Daddy’s Girl, Part 2: DE Superior Court Affirms IAB ruling on Statute of Limitations

Daddy’s Girl, Part 2: DE Superior Court Affirms IAB ruling on Statute of Limitations

This post is a follow up to mine of 7/31/12—Not Just Another Dady’s Girl…. And a New Development on the Statute of Limitations in DE.  I was happy to hear from claimant attorney Mike Sensor a few days ago, alerting me to the appellate status of “Daddy’s Girl.”  You may recall this as the case where the claims handler made payment of medical after the 5 years SOL of Section 2361 had run; the issue was whether that payment resurrected the SOL for additional claims.

So here’s what Mike had to say:

“Do you remember the case I had last year where approximately $12,000.00 in medical payments were made 7 years after the running of the statute of limitations and the Board found that the SOL was tolled by the late payments after we filed a DACD petition? You covered it in this blog post:


Judge Rocanelli just issued an opinion affirming the Board’s Order. A copy is attached.

The Court did not address the issue of whether the claimant had notice of the statute of limitations prior to its running. Rather, the Court confined its analysis to whether the payments were made under a “feeling of compulsion” under Goodman and McCarnan, thereby tolling the SOL. The Court found that they in fact did toll the statute and that the payments were neither made gratuitously nor in error.”

So there you have it.  Like Jesus, the SOL can rise from the dead.  And like the many mysteries that surround His death and resurrection, I don’t entirely get it.  The outcome I understand.  You pay and you re-open the SOL.  However both the Board and the appellate court specifically found that the payments for a $12,000 surgery made between 2009 and 2011 on a claim for which the last prior payment had been made in 2002 (7 years earlier), were done under a “feeling of compulsion”  (and not in error) , pursuant to the prevailing case law.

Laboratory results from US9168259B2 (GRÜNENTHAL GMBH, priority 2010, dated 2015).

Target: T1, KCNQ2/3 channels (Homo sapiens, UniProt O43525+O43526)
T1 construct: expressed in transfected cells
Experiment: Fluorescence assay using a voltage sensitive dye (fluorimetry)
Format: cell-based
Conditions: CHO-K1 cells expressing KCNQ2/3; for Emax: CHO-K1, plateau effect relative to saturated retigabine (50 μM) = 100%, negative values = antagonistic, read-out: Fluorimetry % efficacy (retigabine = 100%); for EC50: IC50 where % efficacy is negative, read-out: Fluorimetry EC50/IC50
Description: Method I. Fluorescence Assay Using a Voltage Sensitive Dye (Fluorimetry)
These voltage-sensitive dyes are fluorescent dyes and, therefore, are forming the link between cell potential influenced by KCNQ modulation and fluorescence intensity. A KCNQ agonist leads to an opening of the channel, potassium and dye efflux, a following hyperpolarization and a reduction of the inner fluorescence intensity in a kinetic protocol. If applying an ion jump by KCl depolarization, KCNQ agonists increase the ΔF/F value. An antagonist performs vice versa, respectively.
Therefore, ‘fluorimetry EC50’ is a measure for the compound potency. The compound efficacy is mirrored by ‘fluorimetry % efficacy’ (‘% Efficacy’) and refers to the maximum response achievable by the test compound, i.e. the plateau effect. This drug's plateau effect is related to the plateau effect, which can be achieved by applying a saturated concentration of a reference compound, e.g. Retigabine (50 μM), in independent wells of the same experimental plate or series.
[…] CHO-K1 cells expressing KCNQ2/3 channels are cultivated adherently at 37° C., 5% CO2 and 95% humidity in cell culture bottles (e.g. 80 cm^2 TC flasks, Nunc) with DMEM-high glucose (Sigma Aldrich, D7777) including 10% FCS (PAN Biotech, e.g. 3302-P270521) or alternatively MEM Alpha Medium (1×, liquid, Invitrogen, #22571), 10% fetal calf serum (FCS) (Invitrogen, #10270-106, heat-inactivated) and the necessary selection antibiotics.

How can that be?  When the carrier issues a payment for which they have an unequivocal SOL defense, such that if they do not pay, they are not legally obligated to pay—how can that be anything other than an error?   Perhaps this is simply Sassy Cassy having one of her blonde moments, but I cannot embrace the “compulsion” concept.  The Oxford Dictionary defines “compulsion” as “the state of forcing or being forced to do something” or, “an irresistible urgent to behave in a certain way.”  I doubt that the claim rep had an “irresistible urge” to pay those bills—heck, they don’t even have the “urge” to pay bills on the claims that they legally owe (many carriers “resist” those obligations quite well).  And as for being forced to pay—isn’t that just plain factually incorrect given that the last payment on the claim occurred 7 years earlier?

I guess we shall simply leave it at I understand the outcome but not the rationale, lest I belabor this.  Will be interesting to see if an appeal is taken.

And as for the photo below, this is Ketevan Sophia Sensor almost exactly a year later.  She, along with today’s case, are Mike’s progeny….:>)












Irreverently yours,

Cassandra Roberts

 Visit Delaware Detour & Frolic, a law blog by Cassandra Roberts


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